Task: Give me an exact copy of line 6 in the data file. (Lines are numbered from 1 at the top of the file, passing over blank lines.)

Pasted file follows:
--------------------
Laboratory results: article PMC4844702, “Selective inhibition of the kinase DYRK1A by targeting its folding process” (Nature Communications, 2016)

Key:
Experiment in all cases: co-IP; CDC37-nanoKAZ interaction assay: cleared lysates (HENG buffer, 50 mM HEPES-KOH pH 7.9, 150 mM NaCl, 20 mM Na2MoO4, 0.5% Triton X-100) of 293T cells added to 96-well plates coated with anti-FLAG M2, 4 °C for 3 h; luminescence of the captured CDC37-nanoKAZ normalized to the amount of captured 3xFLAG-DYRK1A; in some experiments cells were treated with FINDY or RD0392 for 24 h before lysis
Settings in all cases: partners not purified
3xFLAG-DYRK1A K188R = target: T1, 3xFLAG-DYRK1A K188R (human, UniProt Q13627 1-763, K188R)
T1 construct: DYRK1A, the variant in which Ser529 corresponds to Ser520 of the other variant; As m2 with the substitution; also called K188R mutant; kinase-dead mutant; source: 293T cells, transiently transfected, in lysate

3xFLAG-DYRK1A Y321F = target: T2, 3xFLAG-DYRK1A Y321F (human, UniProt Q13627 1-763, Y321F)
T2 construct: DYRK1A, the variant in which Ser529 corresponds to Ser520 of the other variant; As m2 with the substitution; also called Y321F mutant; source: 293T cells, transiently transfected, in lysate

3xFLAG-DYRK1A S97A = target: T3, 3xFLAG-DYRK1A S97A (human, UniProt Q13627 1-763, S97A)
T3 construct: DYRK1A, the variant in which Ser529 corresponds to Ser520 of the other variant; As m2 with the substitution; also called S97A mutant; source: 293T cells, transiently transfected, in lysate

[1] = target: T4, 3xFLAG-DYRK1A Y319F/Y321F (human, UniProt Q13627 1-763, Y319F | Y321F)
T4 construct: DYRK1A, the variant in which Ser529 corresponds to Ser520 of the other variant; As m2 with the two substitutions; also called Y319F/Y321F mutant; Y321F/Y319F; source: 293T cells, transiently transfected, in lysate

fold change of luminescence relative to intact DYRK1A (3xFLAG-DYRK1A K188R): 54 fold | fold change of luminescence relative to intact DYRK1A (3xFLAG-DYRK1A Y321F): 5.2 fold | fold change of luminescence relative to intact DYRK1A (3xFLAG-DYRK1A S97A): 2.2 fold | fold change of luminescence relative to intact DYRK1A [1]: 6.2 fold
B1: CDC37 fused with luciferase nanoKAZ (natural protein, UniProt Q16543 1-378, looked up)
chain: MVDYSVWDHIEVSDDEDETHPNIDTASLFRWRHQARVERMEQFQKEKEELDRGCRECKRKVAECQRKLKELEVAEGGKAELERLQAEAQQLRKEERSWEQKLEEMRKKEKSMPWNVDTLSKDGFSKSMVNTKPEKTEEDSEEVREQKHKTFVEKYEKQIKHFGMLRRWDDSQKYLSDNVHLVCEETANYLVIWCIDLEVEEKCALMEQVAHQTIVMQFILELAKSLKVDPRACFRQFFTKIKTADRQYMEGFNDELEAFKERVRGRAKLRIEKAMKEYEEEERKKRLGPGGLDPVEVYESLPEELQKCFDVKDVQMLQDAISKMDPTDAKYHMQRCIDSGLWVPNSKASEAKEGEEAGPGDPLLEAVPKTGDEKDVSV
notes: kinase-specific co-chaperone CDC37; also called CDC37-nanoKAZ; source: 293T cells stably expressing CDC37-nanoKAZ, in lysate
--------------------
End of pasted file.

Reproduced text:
T1 construct: DYRK1A, the variant in which Ser529 corresponds to Ser520 of the other variant; As m2 with the substitution; also called K188R mutant; kinase-dead mutant; source: 293T cells, transiently transfected, in lysate